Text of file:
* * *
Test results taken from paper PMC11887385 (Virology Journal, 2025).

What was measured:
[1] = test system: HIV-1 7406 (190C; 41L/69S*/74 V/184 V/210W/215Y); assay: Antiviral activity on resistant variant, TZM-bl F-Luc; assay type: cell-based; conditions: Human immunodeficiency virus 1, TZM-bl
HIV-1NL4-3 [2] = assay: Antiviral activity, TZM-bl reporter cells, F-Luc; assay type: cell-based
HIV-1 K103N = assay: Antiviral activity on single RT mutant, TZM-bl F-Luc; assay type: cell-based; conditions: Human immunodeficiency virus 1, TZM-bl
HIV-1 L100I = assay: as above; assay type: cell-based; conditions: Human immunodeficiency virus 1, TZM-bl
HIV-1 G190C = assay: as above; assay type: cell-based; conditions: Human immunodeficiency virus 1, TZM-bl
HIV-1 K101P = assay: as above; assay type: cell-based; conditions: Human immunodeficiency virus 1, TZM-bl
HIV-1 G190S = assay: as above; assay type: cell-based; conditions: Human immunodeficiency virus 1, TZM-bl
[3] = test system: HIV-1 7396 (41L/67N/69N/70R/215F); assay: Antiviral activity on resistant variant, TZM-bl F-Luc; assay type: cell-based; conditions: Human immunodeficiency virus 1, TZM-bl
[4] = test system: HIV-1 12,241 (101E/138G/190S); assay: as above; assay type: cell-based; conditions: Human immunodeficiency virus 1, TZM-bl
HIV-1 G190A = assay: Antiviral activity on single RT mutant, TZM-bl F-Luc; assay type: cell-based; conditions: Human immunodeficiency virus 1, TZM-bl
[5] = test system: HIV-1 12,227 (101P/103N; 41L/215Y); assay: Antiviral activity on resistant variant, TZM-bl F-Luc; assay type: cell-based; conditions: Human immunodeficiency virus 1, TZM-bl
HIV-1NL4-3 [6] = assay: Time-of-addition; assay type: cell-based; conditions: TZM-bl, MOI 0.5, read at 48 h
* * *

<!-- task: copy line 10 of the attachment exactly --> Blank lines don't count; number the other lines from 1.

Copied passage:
[3] = test system: HIV-1 7396 (41L/67N/69N/70R/215F); assay: Antiviral activity on resistant variant, TZM-bl F-Luc; assay type: cell-based; conditions: Human immunodeficiency virus 1, TZM-bl